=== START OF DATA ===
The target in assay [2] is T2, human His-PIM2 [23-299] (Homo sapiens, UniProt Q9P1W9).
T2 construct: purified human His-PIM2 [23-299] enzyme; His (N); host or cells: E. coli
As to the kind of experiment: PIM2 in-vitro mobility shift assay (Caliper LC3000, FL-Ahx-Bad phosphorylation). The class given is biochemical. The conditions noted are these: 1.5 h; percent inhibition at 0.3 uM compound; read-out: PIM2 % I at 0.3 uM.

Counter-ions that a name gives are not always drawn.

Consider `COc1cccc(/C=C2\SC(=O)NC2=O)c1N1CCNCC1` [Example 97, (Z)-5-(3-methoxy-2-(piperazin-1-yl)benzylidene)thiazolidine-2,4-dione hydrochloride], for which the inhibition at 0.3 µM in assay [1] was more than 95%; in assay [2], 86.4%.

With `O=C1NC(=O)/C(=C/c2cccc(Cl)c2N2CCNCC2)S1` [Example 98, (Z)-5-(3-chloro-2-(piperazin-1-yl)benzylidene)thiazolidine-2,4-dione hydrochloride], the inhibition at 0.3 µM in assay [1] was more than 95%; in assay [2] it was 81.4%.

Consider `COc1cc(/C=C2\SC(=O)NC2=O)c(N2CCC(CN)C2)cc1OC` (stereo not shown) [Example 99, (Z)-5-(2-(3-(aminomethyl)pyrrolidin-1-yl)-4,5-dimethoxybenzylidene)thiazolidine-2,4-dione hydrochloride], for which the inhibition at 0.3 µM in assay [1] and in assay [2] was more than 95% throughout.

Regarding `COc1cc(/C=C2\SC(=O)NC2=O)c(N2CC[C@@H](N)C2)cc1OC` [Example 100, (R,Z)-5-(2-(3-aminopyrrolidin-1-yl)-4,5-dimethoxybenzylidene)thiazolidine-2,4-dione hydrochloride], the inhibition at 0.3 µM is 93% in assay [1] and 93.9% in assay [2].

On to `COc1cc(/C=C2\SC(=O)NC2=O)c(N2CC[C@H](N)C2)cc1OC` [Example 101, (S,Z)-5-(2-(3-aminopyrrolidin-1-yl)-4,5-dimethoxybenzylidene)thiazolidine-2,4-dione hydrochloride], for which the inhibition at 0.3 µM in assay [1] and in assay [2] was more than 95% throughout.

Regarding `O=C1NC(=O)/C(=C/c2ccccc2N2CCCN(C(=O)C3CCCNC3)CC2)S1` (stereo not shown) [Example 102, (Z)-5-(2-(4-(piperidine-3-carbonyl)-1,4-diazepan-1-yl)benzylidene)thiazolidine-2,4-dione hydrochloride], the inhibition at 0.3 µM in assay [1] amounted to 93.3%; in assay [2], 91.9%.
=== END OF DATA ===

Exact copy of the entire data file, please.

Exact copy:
The target in assay [2] is T2, human His-PIM2 [23-299] (Homo sapiens, UniProt Q9P1W9).
T2 construct: purified human His-PIM2 [23-299] enzyme; His (N); host or cells: E. coli
As to the kind of experiment: PIM2 in-vitro mobility shift assay (Caliper LC3000, FL-Ahx-Bad phosphorylation). The class given is biochemical. The conditions noted are these: 1.5 h; percent inhibition at 0.3 uM compound; read-out: PIM2 % I at 0.3 uM.

Counter-ions that a name gives are not always drawn.

Consider `COc1cccc(/C=C2\SC(=O)NC2=O)c1N1CCNCC1` [Example 97, (Z)-5-(3-methoxy-2-(piperazin-1-yl)benzylidene)thiazolidine-2,4-dione hydrochloride], for which the inhibition at 0.3 µM in assay [1] was more than 95%; in assay [2], 86.4%.

With `O=C1NC(=O)/C(=C/c2cccc(Cl)c2N2CCNCC2)S1` [Example 98, (Z)-5-(3-chloro-2-(piperazin-1-yl)benzylidene)thiazolidine-2,4-dione hydrochloride], the inhibition at 0.3 µM in assay [1] was more than 95%; in assay [2] it was 81.4%.

Consider `COc1cc(/C=C2\SC(=O)NC2=O)c(N2CCC(CN)C2)cc1OC` (stereo not shown) [Example 99, (Z)-5-(2-(3-(aminomethyl)pyrrolidin-1-yl)-4,5-dimethoxybenzylidene)thiazolidine-2,4-dione hydrochloride], for which the inhibition at 0.3 µM in assay [1] and in assay [2] was more than 95% throughout.

Regarding `COc1cc(/C=C2\SC(=O)NC2=O)c(N2CC[C@@H](N)C2)cc1OC` [Example 100, (R,Z)-5-(2-(3-aminopyrrolidin-1-yl)-4,5-dimethoxybenzylidene)thiazolidine-2,4-dione hydrochloride], the inhibition at 0.3 µM is 93% in assay [1] and 93.9% in assay [2].

On to `COc1cc(/C=C2\SC(=O)NC2=O)c(N2CC[C@H](N)C2)cc1OC` [Example 101, (S,Z)-5-(2-(3-aminopyrrolidin-1-yl)-4,5-dimethoxybenzylidene)thiazolidine-2,4-dione hydrochloride], for which the inhibition at 0.3 µM in assay [1] and in assay [2] was more than 95% throughout.

Regarding `O=C1NC(=O)/C(=C/c2ccccc2N2CCCN(C(=O)C3CCCNC3)CC2)S1` (stereo not shown) [Example 102, (Z)-5-(2-(4-(piperidine-3-carbonyl)-1,4-diazepan-1-yl)benzylidene)thiazolidine-2,4-dione hydrochloride], the inhibition at 0.3 µM in assay [1] amounted to 93.3%; in assay [2], 91.9%.